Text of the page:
Brazil shelves plans to open up nuclear sector

24 September 2015


Brazil has shelved a proposal to open its nuclear power sector to private investors, according to Maurício Tolmasquim, the head of energy planning agency EPE. He said the government needed "to bide its time" before presenting a bill to that effect to congress. Nul;ear utility Eletronuclear, a unit of state-run Eletrobras, earlier this year called for "greater flexibility" to allow private companies to build NPPs in Brazil. "It would mean changing the constitution and we have to wait for the right moment," Tolmasquim told reporters. "This year is difficult. Constitutional change requires three-fifths of [congressional] support." However, he said the government remained committed to opening up the segment to private investors. "It's hard to expand under the current model," he said. "To build a nuclear plant now you have long lead-times and costs. I think it's really important to have a majority of private capital."

The government last year said it had identified 21 possible sites for nuclear power plants in each of Brazil's five regions. EPE's long-term energy plan forecasts construction of four new NPPs by 2030 at a total cost of $20bn. Eletronuclear currently operates two pressurised water reactor units at the Angra NPP in Rio de Janeiro state. The 657MWe Angra 1 and 135OMWe Angra 2 supply about a third of the electricity used in Rio de Janeiro state and account for 3.17% of the Brazil's consumption. The partially-built 1450MWe Angra 3 project has faced repeated delays and more recently accusations that engineering firms paid bribes to secure contracts.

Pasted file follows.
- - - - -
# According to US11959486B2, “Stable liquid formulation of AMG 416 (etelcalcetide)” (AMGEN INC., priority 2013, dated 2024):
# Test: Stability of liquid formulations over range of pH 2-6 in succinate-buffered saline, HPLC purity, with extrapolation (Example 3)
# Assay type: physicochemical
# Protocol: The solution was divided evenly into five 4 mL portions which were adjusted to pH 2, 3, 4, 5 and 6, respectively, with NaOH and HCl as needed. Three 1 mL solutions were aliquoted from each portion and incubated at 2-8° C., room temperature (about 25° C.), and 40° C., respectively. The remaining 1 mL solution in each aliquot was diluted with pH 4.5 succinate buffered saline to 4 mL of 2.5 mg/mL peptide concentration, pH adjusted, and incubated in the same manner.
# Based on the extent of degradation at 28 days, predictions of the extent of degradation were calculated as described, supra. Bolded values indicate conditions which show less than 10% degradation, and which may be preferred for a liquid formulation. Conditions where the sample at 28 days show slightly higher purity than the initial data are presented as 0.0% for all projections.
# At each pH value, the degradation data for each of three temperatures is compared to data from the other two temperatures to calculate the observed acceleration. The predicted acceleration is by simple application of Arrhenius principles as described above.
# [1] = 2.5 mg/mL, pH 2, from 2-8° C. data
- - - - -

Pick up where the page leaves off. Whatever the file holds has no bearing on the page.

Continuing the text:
Meanwhile, Russian state nuclear corporation Rosatom and Brazil's machine engineering company Nuclebrás Equipamentos Pesados (NUCLEP) on 16 September signed a memorandum of understanding aimed at developing a partnership in nuclear and thermal power. It covers cooperation in development of nuclear power of Brazil, "including potential construction of a new NPP", as well as the cooperation in a number of other areas. The document also assumes potential implementation of joint projects "in the markets of third countries with the priority on Latin America".



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